Insecure Teenage Dogs at the Off Leash Park

Patricia McConnell's Willie

Recently I got asked: “What should I do when my dog goes over to another dog, puts his head over the other dog’s shoulder and, depending on the other dog’s reaction, they will start squabbling?” So far no one got hurt. The dog is just two years old and has no previous history of aggression.

Most dogs go through a phase where they become a bit ‘stroppy’ (as we say in Australia) with other dogs in off leash situations. Anecdotal evidence suggests that male dogs may be more prone to show that kind of behavior.

A previously well socialized and easy going dog suddenly becomes a bully. His body language towards other dogs is more assertive, he might get into scraps and he does not take no for a no.

Behavior is never stable and it always changes, sometimes for the better and sometimes for the worse. The change I am talking about often happens when the owners already have a difficult time with their teenage dog.

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Pet Professional Guild announces scholarship program for members to further force-free education

Eligible candidates can apply for educational opportunities that support PPG’s stance on avoiding the use of aversive methods and equipment in animal care and training

Screenshot 2017-01-14 11.07.18WESLEY CHAPEL, Fla.Jan. 17, 2017PRLog — The Pet Professional Guild (PPG) is to provide a limited number of scholarships for members to further their education in force-free training and/or pet care. Under the PPG Education Scholarship Program, members will be able to apply for suitable educational programs offered by organizations that support PPG’s Guiding Principles and goals, with a focus on modern, humane and scientifically sound training methods that forgo the use of outdated, aversive training methods or equipment.

Full, associate, and provisional PPG members across all training and pet care specialties are deemed eligible scholarship applicants, provided they are a current member and in good standing for a minimum of 12 months.

PPG must receive scholarship applications between March 15 and April 15 any given year via an online form. All applications will be reviewed by the scholarship selection committee, which includes members of the PPG education committee, the PPG steering committee and a PPG board member. Final scholarship recommendations will be forwarded to the PPG board of directors by May 15 of any given year, and the board of directors will notify all applicants of the outcome of their applications no later than June 15 of the year in question. Scholarship funds will be remitted directly to the educational provider and not the candidate.

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PPG Publishes Open Letter to Veterinarians on Referrals to Training and Behavior Professionals

Expresses concern that, in an unregulated industry, pet owners may be referred to individuals who do not use scientific protocols or adhere to the premise to do no harm, regardless of credentials

Pet Professional Guild (PPG) has published an open letter to veterinarians and animal care professionals regarding the practice of referring clients to pet training and behavior consultants. In the letter, PPG expresses its concern that, because the animal training and behavior industry is currently unregulated, pet owners may find themselves being referred to individuals still using outdated training methods that are reliant on the use of aversives, while eschewing modern, humane protocols that are scientifically proven and sound.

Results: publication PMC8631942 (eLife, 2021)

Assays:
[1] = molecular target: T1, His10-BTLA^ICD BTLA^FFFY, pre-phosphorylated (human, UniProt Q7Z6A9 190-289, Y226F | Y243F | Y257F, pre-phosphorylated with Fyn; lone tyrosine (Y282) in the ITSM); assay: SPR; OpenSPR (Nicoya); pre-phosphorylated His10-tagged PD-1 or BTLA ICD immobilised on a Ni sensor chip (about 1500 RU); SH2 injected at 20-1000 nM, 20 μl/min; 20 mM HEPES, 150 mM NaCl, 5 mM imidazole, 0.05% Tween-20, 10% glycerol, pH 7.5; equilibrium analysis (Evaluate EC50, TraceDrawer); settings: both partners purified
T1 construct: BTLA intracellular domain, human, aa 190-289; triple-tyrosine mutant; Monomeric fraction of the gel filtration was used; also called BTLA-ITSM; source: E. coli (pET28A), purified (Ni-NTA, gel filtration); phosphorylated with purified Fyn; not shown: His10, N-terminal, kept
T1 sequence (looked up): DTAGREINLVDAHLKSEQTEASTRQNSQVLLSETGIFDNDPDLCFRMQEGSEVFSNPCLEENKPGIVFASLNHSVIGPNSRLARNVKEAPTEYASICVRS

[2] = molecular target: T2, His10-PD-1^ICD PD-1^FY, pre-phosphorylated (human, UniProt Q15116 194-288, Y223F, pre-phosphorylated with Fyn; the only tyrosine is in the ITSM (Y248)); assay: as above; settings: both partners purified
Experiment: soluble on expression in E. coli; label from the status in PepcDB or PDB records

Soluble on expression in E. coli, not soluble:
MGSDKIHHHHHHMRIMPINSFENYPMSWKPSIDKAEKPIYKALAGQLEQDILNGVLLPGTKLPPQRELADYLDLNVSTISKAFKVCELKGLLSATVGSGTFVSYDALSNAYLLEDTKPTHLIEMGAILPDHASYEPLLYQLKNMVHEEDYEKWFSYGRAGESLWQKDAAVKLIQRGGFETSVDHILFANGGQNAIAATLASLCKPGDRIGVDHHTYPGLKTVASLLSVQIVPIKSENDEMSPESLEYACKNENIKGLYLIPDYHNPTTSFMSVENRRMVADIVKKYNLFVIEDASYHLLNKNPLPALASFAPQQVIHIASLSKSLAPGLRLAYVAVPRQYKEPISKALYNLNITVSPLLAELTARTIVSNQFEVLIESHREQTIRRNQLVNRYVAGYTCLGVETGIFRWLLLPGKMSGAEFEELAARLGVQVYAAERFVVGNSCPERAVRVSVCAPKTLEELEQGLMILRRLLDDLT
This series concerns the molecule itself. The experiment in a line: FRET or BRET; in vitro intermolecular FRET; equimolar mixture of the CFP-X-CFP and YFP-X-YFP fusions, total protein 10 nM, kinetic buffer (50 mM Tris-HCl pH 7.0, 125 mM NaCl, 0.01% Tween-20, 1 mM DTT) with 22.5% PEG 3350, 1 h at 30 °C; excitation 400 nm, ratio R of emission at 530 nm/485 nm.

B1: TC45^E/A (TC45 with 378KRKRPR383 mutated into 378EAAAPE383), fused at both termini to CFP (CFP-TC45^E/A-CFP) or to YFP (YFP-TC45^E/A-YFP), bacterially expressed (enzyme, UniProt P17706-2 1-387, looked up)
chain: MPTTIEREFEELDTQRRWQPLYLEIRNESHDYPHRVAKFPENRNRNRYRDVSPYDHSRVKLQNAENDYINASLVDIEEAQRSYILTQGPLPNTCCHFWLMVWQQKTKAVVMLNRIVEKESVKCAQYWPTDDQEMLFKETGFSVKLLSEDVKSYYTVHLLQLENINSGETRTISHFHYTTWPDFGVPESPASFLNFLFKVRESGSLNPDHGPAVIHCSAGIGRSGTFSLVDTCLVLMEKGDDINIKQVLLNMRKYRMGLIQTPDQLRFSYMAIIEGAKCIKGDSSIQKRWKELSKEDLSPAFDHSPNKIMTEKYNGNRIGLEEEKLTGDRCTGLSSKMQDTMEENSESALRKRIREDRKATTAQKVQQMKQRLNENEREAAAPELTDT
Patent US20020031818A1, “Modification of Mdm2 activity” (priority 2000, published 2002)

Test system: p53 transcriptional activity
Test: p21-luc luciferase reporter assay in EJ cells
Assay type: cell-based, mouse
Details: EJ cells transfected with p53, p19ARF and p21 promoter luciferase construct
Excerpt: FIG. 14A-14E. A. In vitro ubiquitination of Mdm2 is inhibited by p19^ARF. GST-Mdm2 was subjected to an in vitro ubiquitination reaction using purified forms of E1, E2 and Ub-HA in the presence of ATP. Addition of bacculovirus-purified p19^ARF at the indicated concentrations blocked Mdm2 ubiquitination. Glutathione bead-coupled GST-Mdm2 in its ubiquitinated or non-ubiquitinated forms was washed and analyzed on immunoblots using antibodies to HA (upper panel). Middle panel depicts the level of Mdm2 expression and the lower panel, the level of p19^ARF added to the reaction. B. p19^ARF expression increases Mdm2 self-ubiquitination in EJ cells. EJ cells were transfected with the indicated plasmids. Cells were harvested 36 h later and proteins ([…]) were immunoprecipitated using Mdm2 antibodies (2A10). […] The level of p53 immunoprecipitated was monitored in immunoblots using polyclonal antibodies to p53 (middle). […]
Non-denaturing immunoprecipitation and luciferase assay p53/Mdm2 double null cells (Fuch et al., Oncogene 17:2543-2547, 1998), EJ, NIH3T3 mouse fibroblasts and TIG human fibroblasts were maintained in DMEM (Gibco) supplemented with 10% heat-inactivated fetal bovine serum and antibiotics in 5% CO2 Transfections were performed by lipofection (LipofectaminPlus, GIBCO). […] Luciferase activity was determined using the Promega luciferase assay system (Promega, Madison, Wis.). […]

In the letter, PPG highlights the fact that, at present, anyone can call him- or herself a dog trainer, credentialed or not, and that very few industry associations do not currently hold their members to a strict code of conduct. Of primary concern to PPG is the fact that, under the guise of dog training, there are still many who use punitive methods, including startle devices, such as disc throwing, loud correctional “no’s,” and even more extreme tools, like shock collars, choke chains and prong collars. Due to the “slick, magical way they are marketed to unsuspecting pet owners,” PPG states that pet owners, and indeed those making referrals, may not immediately be aware that such individuals rely on “subtle, or even invisible,” fear-based methods for training and behavior change.

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Cheeseball Recall

jacobBy Brenna Fender

If you need to work on getting your dog to come when called, here’s a fun game to try!

  1. Select an easy-to-eat, fairly dry, easy-to-toss, visible treat. The name of this exercise comes from the use of puffed cheese ball snacks (the kind humans eat!) as treats.
  2. Toss the treat a few feet out in front of your dog. Make sure he sees you throw it.
  3. When he goes to eat the treat, wait for him to finish.
  4. As he finishes the treat, call his name and, when he looks at you, throw the next cheeseball a short distance behind you. If your dog is small enough, throw it between your legs and have your dog run through them to get the treat. If not, throw it so he runs just past you.
  5. Repeat.
  6. When your dog is anticipating each toss, add the “come” cue. As your dog is beginning to turn toward you, say “Come” in a happy, upbeat voice.
  7. Practice often!

The Cheeseball Recall is just one part of a good education in coming when called. Recalls are crucial to canine safety. If you need help training your dog, contact Courteous Canine for safe and effective recall training.